This year credit conditions in the US look to be worsening, possibly dramatically. Of that the National Association of Credit Management (NACM), which surveys credit companies in the US about debt, has become increasingly convinced. In February NACM warned of deteriorating conditions, though there was some question if the decline in its index was temporary.
But after March data, it decided it wasn’t a one off.”There is quite obviously some serious financial stress manifesting in the data and this does not bode well for the growth of the economy going forward,” NACM wrote in late march. “These readings are as low as they have been since the recession started and to see everything start to get back on track would take a substantial reversal at this stage. The data from the CMI is not the only place where this distress is showing up, but thus far, it may be the most profound.”
In a recent note UBS’ commodities team took this, among other factors, as a “flashing red” signal that credit conditions in the US have gone sour and that the US Federal Reserve will be forced back to loosening its belt again. As UBS has argued for some time, it sees this as making for a bull run in gold, and gold equities in particular.
As mild warning: UBS’ commodities team acknowledges that in its thinking on debt/gold it is at odds with consensus view on debt conditions in the US and the broader in house view at UBS. That is, that they are not dire. But the UBS’ commodities team argues the US economy is not as healthy as it may seem. It says, “broad US economy returns (over the cost of capital) are in structural and cyclical decline, credit appetite is deteriorating, and that will lead to a trend widening of spreads, deteriorating credit availability and uptake, slowing growth and a new round of Fed reflation.” Under these conditions it notes that gold and gold equities do well.
To build its case, UBS highlighted credit rejections, as reported by NACM in March, that appear to be falling precipitously – faster than in 2008. It also noted that receivables of US companies – which can point to cash-strapped companies delaying bill payments to suppliers – have risen sharply this year.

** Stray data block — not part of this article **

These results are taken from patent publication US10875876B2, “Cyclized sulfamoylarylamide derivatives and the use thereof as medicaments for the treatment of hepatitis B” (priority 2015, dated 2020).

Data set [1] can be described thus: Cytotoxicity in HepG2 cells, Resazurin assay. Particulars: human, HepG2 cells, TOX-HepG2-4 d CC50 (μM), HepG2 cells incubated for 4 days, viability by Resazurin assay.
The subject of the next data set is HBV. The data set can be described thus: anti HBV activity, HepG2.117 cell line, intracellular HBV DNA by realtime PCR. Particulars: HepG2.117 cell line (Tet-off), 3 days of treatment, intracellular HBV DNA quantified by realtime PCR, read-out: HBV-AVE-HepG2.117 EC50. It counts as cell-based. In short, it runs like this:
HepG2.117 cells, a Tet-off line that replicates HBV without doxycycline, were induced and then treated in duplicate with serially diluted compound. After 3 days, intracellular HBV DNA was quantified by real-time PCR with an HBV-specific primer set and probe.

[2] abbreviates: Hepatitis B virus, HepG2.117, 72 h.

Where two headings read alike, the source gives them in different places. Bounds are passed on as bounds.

Of course, as UBS notes, oil companies were hard hit in recent months and this in part accounts for the deteriorating debt data by the NACM. But it says the tightening credit situation extends beyond. UBS points to declining residential demand in the mid-range of homes, saying they are “in the doldrums”. UBS also says manufacturers were recently having a tough go of it internationally with a strong dollar and poor demand. “Following the rise of the US dollar, many firms were facing increasingly tough foreign competition, while demand in Latin America was very weak, and Asia was quite weak,” UBS said.
Other debt related signals don’t look so bad, as UBS’ commodities team notes. Growth of US bank loan assets has recently looked strong. But UBS’ commodities team sees this sort of signal as slow to react to economic issues. For example, companies may have healthy open lines of credit (often taken as cash flow tightens). But banks don’t get cautious about lending until after calamity strikes, not before. So such indicators lag economic shocks. “Only once banks have tightened lending standards aggressively will we see a clear net slowdown in credit growth,” UBS writes. “Just like in 2007/8, we suspect that the market will price in trouble well before the bank loan data confirm it.”
So with tightening credit and pressured cash flows, the UBS commodities team sees possible signs of a market correction, which in its view would push the Fed to act. “Our late cycle model – which takes the change in high yield spreads and EPS -momentum has spiked,” UBS says. “The last four times this has happened equities corrected 20-60%.”
Which brings us back to UBS’ view of the Fed. Its reaction to such a correction might help reignite gold and gold equities. “In our view in commodity strategy, this brings the Fed back into the equation. Over the past 20 years, the Fed has always moved to reflate the economy, cutting rates or announcing QE, whenever the S&P has fallen by 20% from peak and high yield has become stressed (we use HYG at 85 as a proxy).”
UBS sees this as setting the stage for excellent returns on gold companies which meantime have been driving down costs. This contrasts starkly to the last bull run, when company costs were driving up. UBS top picks are: Randgold, Acacia, Agnico Eagle and Goldcorp.